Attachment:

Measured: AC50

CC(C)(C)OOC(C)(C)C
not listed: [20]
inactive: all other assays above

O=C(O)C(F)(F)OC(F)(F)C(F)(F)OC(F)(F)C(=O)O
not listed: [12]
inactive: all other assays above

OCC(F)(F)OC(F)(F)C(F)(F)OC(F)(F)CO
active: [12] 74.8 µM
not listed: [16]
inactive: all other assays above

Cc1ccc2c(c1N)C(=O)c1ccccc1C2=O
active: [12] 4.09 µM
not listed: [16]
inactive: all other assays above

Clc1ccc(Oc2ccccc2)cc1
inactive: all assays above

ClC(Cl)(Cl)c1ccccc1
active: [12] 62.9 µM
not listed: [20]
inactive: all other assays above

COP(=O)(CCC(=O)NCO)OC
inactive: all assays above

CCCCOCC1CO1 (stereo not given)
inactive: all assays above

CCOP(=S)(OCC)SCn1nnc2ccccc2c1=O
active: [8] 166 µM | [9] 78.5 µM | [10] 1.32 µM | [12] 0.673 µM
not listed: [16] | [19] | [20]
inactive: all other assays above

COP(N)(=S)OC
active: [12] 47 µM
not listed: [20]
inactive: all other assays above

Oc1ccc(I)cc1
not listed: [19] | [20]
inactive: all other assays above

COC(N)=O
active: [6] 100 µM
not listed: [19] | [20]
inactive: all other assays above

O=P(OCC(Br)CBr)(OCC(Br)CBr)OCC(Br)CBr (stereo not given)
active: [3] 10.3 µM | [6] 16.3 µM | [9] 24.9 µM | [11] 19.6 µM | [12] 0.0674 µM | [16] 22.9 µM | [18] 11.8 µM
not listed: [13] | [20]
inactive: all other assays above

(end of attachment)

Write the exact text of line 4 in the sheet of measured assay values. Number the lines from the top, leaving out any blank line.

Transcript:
inactive: all other assays above